The first 20 minutes of struggle made the difference for the visitors. It took until 2:36 remaining in the first half for River Falls to reach double-digits in points. They did so on a three-pointer from Hans Hoeg that also gave the Falcons their first back-to-back scoring possessions of the game. The Badgers led 41-17 at the break.

"That was even with the little flurry we had there at the end," River Falls coach Rick Bowen said. "I was hoping we were going to be able to get into double digits."

Despite the score, the Badgers acknowledged the tenacity of the Division-III Falcons, who were outmatched from the beginning but continued to fight throughout. "You might look at the score and think the game wasn't tough, but they were solid," Tucker said. "Teams like this never want to give up, so the whole game they're going to play."

Ryan made reference to the benefit the Badgers receive from playing an exhibition against a school like River Falls. He said that the score did not indicate the level of competition throughout the game and the length to which the Badgers needed to work.

Specifically, Bowen elaborated on the difference between River Falls and other teams Wisconsin has played in previous years.

"I still believe playing a team like us is a whole heck of a lot better than playing an exhibition game against EA Sports or somebody like that," Bowen said. "Because we'll set screens, we'll run an offense, we'll do different things."

The Badgers return to action Monday, Nov. 14 when they play their second of two home exhibitions, this time against Lawrence at 7 pm.

Notable:

Tucker also led the Badgers in rebounds with seven. Three other Badgers — Landry, sophomore Greg Stiemsma and freshman Joe Krabbenhoft — finished with six.

Nixon said after the game that he was most impressed by the play of Krabbenhoft, who led all reserves with 17 minutes and scored just two points on 1-of-3 shooting but had two assists to go with his six boards. "He was a hustle guy," Nixon said. "He was in there on every possession. He was rebounding hard. He was defending well. I think he really did a good job tonight."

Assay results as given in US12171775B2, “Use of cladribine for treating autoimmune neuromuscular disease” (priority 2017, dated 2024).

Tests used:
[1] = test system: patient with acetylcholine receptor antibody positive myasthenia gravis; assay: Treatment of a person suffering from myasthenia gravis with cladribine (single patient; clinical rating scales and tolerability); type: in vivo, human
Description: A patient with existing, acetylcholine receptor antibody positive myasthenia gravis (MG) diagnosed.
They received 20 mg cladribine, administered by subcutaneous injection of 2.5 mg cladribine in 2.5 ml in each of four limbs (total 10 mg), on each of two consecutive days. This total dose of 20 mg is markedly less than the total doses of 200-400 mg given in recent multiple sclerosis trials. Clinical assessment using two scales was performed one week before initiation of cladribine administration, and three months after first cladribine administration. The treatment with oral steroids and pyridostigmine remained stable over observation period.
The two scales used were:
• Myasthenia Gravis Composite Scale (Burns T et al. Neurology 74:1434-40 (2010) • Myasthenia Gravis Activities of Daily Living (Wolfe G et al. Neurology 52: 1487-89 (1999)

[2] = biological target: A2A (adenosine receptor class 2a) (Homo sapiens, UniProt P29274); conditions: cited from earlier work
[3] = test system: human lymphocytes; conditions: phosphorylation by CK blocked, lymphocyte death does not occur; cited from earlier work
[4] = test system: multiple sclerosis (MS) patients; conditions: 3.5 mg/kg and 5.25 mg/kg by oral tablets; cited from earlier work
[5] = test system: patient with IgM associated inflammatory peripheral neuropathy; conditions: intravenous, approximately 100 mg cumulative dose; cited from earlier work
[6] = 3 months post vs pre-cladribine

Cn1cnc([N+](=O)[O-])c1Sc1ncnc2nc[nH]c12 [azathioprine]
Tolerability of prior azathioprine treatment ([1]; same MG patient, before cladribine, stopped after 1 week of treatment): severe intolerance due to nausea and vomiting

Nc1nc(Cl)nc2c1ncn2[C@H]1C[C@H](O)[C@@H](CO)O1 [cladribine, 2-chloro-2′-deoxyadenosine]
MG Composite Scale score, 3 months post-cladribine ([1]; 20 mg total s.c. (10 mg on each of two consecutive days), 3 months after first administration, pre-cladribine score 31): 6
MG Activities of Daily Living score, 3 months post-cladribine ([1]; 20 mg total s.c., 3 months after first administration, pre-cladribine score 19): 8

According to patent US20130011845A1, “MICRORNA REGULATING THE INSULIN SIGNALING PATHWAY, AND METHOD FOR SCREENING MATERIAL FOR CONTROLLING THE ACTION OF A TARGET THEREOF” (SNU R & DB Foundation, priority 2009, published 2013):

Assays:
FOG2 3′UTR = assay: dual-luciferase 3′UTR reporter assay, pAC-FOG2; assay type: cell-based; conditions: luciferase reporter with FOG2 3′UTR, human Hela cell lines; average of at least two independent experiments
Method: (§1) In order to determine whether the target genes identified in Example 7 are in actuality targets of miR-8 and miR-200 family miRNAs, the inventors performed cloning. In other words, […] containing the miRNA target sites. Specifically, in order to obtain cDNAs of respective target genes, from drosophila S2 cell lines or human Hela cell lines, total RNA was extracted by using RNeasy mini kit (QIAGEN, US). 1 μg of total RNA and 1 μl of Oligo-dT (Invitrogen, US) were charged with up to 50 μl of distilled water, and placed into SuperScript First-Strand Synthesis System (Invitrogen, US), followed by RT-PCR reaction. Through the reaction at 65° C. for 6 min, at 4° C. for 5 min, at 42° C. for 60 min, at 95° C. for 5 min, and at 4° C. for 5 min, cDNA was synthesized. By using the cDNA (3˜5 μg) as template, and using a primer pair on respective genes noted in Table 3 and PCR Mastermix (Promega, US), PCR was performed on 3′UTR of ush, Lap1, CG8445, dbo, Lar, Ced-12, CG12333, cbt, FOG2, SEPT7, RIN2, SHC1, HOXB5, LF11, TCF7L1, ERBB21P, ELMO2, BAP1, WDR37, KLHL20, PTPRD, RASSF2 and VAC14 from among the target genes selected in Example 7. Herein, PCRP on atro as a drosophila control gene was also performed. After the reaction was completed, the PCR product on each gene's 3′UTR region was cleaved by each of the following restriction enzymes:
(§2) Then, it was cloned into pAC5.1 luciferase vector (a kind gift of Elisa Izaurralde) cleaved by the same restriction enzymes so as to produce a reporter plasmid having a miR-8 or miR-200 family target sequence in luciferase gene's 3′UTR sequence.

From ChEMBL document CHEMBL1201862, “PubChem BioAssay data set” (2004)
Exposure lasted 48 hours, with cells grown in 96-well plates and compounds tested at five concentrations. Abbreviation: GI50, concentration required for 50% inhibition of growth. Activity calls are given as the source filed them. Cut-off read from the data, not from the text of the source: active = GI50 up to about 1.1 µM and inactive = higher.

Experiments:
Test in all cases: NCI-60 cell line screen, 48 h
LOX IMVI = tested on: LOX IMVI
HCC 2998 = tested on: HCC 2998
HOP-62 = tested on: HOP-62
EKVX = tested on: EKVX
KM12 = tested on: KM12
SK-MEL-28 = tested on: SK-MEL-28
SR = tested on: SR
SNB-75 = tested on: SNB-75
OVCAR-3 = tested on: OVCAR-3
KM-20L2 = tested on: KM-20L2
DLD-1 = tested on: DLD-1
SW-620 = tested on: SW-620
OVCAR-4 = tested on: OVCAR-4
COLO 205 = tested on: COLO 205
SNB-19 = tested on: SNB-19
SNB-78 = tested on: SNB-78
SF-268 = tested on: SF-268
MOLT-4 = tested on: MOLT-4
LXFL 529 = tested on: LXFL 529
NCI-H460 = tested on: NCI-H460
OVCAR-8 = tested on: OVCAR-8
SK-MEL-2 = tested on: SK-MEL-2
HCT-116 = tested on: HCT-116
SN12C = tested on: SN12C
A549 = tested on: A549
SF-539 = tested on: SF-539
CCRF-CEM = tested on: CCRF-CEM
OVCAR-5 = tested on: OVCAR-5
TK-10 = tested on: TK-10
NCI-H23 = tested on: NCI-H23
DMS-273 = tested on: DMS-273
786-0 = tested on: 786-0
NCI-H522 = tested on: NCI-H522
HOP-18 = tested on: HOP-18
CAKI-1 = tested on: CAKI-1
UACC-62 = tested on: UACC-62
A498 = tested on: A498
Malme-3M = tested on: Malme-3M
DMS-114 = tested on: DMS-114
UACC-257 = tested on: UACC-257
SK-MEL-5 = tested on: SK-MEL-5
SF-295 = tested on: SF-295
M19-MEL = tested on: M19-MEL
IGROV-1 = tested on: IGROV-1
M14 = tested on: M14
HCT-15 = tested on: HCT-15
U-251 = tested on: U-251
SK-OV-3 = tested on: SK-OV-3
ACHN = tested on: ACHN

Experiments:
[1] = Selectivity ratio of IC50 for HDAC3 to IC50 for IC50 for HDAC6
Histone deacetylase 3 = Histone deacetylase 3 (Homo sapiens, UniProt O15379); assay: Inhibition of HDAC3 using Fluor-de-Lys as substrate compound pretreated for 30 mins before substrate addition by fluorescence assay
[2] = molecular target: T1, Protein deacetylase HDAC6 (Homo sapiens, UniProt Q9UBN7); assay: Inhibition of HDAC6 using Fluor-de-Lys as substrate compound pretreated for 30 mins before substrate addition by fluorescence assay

Freshman Mickey Perry entered the game with 6:11 remaining in the first half but was yanked out before play even started because he had not tucked in his jersey. "He came out on the court thinking it was the NBA," Ryan said. "Mickey just got a little confused. But he's a good kid and he came back and got himself ready to play."

After attempting just one three-point shot through the first 18:19 of the game, the Badgers then attempted shots from behind the arc on eight of their next ten offensive possessions, extending over to the second half.

In opening up a 26-4 lead, Wisconsin did not commit a turnover until the 8:30 mark in the first half. However, the Badgers turned the ball over more than the Falcons after that point, 13 to 12.

Ryan was happy with the team's start, but said they need to perform like that over an entire game. "But can you do that for 40 (minutes)?" Ryan said. "There are teams we play this year where we are going to have to do it for 40 if we expect to be on the (winning) side. A start is good, but I like to finish."

Each of Wisconsin's 15 players entered the game in the first half. Only freshman Morris Cain played less than four minutes in the game.

Sophomore center Greg Stiemsma entered the game 3:56 into the first half and made an immediate impact. He assisted on a Brian Butch lay-up on his first offensive play and then scored on jumpers in consecutive possessions. He finished 3-for-6 with six points in 12 minutes.

Wisconsin shot just 64 percent from the free throw line compared to 83.3 percent for the Falcons.

Nixon scored just five points but added five assists and did not turn the ball over once. "I think he gave us a big boost," Tucker said. "He's a senior and guys are going to look towards what he does on the court — is he productive every time he's on the floor. They look up to older guys. Coming in he's set a tone just by being solid and not turning the ball over and not forcing the issue."

UWBadgers.com box score (pdf)